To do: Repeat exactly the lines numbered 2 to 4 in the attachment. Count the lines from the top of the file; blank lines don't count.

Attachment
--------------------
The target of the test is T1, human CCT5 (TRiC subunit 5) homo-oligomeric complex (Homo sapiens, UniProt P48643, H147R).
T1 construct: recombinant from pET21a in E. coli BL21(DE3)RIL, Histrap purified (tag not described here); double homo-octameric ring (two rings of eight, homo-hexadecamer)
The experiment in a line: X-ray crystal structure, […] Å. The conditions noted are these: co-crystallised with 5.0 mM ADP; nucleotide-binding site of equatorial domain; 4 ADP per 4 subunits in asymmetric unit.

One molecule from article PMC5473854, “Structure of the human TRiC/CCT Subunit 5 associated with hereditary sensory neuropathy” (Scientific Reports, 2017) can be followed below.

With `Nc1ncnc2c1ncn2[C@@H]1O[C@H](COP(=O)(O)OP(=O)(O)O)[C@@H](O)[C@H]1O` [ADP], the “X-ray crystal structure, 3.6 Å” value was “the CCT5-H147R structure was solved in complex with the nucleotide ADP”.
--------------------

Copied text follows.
T1 construct: recombinant from pET21a in E. coli BL21(DE3)RIL, Histrap purified (tag not described here); double homo-octameric ring (two rings of eight, homo-hexadecamer)
The experiment in a line: X-ray crystal structure, […] Å. The conditions noted are these: co-crystallised with 5.0 mM ADP; nucleotide-binding site of equatorial domain; 4 ADP per 4 subunits in asymmetric unit.

One molecule from article PMC5473854, “Structure of the human TRiC/CCT Subunit 5 associated with hereditary sensory neuropathy” (Scientific Reports, 2017) can be followed below.